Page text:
Must Operating Manuals still be provided in printed form?

An interpretation of DIN EN ISO 20607.

Editorial office
© Ingo Bartussek / AdobeStock

© Ingo Bartussek / AdobeStock

Let's be honest: what percentage of our day-to-day business do we Technical Editors spend on creating useful content, and how much on dealing with real or perceived legal risks?

In order to avoid liability issues, output formats are sometimes chosen that simply aren't appropriate for the specific usage context. For example, file folders containing maintenance information for a system are delivered in which the Service Technician is actually only looking for a setting value. The Operating Manual for machines is stored in a well-protected place in the filing cabinet of the Shift Supervisor, while the Operator probably only receives the required information – if at all – from colleagues. The main thing is to have a hard copy and keep it "permanently available".

Although harmonisation is still pending, the EN ISO 20607:2019 standard – Safety of machinery – Instruction handbook – General drafting principles, which has also been available as a German translation since October 2019, provides me with a bit of hope: provision in paper form is not the only option here. Chapter 7 "Forms of publication" also mentions electronic storage media in addition to the paper version, such as server access by the machine or another terminal device. I find it particularly exciting that, according to the standard, the instruction handbook may also be made available in the form of Human-Machine Interfaces, as video, internet-based or as an audible recording.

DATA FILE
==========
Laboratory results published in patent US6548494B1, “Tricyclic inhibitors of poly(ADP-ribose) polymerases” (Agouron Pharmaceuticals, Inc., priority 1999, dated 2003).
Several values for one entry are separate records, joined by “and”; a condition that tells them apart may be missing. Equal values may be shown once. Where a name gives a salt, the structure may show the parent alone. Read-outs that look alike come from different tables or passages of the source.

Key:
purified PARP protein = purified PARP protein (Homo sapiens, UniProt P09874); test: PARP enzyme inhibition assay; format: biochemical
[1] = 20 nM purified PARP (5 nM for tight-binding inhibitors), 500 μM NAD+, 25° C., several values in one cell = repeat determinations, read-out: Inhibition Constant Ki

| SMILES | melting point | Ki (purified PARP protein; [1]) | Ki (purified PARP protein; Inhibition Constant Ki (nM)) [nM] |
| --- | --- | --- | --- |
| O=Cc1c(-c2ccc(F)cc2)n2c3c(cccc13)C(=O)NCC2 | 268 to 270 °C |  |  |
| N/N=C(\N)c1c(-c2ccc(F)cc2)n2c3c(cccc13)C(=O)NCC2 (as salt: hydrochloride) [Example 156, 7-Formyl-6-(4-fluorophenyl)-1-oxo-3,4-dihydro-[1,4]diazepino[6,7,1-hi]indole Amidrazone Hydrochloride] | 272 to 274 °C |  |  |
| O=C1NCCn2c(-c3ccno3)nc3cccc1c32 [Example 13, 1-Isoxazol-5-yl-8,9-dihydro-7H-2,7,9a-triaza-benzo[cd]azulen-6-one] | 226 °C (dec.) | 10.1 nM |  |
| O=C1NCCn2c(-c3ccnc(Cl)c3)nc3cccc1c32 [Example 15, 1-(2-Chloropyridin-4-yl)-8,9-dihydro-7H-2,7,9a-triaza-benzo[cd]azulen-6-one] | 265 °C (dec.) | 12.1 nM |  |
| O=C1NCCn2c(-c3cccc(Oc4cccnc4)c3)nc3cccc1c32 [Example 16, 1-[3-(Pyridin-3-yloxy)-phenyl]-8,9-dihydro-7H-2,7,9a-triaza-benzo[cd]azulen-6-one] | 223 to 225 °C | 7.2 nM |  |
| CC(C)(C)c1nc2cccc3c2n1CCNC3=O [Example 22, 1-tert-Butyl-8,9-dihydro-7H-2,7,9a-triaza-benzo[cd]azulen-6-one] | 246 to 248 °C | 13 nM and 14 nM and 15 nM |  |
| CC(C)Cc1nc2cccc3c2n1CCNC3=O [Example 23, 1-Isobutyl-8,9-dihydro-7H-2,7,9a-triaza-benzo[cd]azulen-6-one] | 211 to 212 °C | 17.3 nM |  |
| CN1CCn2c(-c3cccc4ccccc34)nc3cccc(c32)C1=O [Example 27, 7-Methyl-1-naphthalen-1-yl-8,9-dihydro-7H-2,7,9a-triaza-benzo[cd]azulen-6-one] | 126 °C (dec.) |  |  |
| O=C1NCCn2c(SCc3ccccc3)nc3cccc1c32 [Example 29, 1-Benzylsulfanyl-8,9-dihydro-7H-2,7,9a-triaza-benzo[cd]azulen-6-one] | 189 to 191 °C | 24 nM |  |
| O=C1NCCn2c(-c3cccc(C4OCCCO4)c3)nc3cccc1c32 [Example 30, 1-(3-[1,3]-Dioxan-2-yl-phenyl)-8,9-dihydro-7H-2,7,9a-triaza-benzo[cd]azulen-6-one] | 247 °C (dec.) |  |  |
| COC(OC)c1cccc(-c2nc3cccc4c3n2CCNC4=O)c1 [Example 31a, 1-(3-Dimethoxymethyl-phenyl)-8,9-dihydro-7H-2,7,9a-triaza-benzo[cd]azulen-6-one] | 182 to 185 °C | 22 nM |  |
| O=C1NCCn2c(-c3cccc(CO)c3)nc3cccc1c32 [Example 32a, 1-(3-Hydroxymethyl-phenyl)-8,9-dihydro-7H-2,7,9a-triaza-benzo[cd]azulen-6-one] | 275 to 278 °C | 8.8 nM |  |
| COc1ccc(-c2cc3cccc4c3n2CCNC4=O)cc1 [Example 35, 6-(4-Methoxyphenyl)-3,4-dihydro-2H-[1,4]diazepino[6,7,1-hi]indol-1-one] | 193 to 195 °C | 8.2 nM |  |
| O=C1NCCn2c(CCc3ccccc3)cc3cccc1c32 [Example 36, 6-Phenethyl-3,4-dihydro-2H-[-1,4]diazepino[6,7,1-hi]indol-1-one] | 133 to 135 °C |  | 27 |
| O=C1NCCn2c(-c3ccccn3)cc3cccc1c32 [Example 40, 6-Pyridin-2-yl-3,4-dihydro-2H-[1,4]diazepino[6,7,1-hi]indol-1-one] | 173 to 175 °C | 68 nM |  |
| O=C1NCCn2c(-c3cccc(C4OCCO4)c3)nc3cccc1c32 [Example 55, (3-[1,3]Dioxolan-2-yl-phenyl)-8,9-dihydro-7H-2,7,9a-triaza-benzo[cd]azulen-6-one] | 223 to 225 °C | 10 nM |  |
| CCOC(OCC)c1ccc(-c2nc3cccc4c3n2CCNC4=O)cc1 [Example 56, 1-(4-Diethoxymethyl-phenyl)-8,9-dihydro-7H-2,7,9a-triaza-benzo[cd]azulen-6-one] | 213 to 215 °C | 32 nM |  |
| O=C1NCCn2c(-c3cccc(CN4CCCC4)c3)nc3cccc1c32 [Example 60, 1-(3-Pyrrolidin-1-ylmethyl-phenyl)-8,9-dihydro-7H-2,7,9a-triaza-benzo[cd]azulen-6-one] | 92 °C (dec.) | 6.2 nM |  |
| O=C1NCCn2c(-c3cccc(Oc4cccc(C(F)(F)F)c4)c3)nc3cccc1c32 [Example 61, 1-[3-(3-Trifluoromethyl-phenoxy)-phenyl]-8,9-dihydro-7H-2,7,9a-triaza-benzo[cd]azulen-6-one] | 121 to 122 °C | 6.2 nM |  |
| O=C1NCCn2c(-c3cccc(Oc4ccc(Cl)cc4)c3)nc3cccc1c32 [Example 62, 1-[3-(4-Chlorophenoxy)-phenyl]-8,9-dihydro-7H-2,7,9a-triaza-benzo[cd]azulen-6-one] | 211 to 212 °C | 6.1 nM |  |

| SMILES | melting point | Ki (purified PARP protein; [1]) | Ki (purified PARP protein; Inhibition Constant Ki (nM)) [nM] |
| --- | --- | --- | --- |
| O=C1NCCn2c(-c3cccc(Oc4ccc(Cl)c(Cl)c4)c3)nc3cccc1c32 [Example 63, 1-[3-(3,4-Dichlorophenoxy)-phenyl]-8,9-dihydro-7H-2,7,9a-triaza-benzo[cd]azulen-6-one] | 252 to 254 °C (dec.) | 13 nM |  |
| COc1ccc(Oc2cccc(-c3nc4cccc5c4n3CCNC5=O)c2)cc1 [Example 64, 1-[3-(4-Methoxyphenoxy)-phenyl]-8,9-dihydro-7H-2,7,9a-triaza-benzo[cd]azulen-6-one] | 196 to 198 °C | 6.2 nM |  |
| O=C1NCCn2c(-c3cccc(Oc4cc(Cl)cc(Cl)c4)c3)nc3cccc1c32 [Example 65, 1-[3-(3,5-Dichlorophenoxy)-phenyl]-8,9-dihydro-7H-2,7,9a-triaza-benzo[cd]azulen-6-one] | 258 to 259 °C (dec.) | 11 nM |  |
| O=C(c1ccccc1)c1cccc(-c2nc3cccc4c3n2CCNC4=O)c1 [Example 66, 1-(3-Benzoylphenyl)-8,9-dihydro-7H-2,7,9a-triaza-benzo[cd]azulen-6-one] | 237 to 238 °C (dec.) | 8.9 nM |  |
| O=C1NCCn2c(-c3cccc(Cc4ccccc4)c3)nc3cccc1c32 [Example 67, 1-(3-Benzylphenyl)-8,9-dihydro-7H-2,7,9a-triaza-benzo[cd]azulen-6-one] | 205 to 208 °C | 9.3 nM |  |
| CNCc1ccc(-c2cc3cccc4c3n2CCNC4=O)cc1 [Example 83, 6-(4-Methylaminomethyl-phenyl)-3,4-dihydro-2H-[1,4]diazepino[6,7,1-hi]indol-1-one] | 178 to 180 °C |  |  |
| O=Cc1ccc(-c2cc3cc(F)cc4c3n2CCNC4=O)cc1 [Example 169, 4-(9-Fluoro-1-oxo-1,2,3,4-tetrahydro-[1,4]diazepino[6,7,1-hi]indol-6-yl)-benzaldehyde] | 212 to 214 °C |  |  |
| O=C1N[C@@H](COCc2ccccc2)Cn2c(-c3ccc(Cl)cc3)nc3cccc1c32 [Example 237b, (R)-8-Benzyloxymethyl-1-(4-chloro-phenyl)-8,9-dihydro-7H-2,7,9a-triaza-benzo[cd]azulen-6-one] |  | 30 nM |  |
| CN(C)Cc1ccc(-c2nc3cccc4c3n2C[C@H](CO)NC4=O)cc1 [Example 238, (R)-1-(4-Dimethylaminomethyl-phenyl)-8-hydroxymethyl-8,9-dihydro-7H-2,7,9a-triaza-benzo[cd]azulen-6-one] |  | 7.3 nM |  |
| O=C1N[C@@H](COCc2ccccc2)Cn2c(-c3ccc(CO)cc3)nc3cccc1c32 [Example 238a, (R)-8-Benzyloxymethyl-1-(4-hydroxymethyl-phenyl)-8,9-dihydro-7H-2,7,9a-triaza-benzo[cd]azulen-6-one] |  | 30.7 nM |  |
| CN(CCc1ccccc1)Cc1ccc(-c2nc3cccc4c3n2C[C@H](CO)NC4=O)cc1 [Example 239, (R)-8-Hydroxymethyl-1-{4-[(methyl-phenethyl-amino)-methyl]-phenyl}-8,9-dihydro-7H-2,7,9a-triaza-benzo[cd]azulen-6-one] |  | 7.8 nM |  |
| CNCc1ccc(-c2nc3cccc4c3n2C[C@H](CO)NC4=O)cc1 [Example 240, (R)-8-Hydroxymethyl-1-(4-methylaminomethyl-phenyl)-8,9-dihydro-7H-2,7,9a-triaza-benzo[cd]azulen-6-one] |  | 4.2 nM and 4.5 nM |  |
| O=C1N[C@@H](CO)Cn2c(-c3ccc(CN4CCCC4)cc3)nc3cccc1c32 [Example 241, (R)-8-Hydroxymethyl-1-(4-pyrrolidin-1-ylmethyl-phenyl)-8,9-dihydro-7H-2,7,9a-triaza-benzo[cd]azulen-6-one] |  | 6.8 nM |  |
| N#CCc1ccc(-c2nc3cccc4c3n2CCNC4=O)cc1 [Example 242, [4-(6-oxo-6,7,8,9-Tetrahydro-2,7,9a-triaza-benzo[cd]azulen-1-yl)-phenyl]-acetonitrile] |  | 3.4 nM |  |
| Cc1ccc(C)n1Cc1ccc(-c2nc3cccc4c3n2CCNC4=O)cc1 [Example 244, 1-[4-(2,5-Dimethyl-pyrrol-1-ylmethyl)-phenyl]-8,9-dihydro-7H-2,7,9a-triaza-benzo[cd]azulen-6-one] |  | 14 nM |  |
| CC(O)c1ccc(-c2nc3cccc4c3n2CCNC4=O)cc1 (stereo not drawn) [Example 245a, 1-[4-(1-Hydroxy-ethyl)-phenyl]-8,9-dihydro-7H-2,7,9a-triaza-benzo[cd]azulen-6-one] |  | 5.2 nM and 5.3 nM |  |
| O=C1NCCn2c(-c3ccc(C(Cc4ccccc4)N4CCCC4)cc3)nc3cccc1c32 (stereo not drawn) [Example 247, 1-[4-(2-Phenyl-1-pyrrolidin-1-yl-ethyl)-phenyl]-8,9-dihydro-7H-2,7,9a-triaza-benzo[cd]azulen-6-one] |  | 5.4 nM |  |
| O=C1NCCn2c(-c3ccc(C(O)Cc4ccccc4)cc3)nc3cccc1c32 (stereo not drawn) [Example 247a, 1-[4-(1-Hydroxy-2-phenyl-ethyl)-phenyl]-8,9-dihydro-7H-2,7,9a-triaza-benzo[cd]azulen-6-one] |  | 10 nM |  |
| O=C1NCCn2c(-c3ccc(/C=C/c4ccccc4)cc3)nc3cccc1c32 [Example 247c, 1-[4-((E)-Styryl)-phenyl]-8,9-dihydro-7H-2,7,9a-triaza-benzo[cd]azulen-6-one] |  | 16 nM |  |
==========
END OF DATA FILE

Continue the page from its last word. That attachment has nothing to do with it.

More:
The Service Specialist could probably "click through" to the setting value in no time at all. The Operator could receive answers to their questions on the HMI, where perhaps even explanatory videos could be used. The paper form could still remain in file folders or cupboards if, for example, a power outage paralyses all electronic media.

Unfortunately, it's still a little too early to pop the champagne cork and usher-in the eventual paperless age. The standard clearly mentions that one must be aware of legal requirements. If other forms of provision have proven to be reliable, these forms of provision will certainly be acceptable to all parties involved. At some point one could arrive where I, as an information provider, want to go: needs-based information that really helps the user.

And just FYI, this blog post was created completely paperlessly.

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